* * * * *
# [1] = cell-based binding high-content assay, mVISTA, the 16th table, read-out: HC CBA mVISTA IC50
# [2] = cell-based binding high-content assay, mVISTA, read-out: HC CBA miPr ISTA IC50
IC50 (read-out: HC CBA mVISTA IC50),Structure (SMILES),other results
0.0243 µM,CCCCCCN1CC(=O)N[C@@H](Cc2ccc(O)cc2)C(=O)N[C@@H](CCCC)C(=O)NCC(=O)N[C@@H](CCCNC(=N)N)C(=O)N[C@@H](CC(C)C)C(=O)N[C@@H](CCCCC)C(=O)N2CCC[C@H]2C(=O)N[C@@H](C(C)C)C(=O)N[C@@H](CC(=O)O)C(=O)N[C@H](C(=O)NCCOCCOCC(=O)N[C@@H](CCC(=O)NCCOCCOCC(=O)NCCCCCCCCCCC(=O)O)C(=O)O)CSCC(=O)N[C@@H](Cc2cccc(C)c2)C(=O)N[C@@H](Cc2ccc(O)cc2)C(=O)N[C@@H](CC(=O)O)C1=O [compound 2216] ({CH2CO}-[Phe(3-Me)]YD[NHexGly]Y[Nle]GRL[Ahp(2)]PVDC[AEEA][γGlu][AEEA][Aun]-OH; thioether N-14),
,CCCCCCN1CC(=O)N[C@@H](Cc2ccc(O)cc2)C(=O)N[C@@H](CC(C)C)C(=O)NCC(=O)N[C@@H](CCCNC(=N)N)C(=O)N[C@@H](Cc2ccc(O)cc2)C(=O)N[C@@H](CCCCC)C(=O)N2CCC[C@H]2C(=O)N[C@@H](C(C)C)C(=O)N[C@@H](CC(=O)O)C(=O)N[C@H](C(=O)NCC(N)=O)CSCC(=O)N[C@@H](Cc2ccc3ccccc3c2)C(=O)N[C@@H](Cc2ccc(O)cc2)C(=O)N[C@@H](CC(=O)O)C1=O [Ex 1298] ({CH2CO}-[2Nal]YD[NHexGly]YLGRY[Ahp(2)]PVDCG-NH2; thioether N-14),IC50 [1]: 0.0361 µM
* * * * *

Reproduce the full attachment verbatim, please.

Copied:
# [1] = cell-based binding high-content assay, mVISTA, the 16th table, read-out: HC CBA mVISTA IC50
# [2] = cell-based binding high-content assay, mVISTA, read-out: HC CBA miPr ISTA IC50
IC50 (read-out: HC CBA mVISTA IC50),Structure (SMILES),other results
0.0243 µM,CCCCCCN1CC(=O)N[C@@H](Cc2ccc(O)cc2)C(=O)N[C@@H](CCCC)C(=O)NCC(=O)N[C@@H](CCCNC(=N)N)C(=O)N[C@@H](CC(C)C)C(=O)N[C@@H](CCCCC)C(=O)N2CCC[C@H]2C(=O)N[C@@H](C(C)C)C(=O)N[C@@H](CC(=O)O)C(=O)N[C@H](C(=O)NCCOCCOCC(=O)N[C@@H](CCC(=O)NCCOCCOCC(=O)NCCCCCCCCCCC(=O)O)C(=O)O)CSCC(=O)N[C@@H](Cc2cccc(C)c2)C(=O)N[C@@H](Cc2ccc(O)cc2)C(=O)N[C@@H](CC(=O)O)C1=O [compound 2216] ({CH2CO}-[Phe(3-Me)]YD[NHexGly]Y[Nle]GRL[Ahp(2)]PVDC[AEEA][γGlu][AEEA][Aun]-OH; thioether N-14),
,CCCCCCN1CC(=O)N[C@@H](Cc2ccc(O)cc2)C(=O)N[C@@H](CC(C)C)C(=O)NCC(=O)N[C@@H](CCCNC(=N)N)C(=O)N[C@@H](Cc2ccc(O)cc2)C(=O)N[C@@H](CCCCC)C(=O)N2CCC[C@H]2C(=O)N[C@@H](C(C)C)C(=O)N[C@@H](CC(=O)O)C(=O)N[C@H](C(=O)NCC(N)=O)CSCC(=O)N[C@@H](Cc2ccc3ccccc3c2)C(=O)N[C@@H](Cc2ccc(O)cc2)C(=O)N[C@@H](CC(=O)O)C1=O [Ex 1298] ({CH2CO}-[2Nal]YD[NHexGly]YLGRY[Ahp(2)]PVDCG-NH2; thioether N-14),IC50 [1]: 0.0361 µM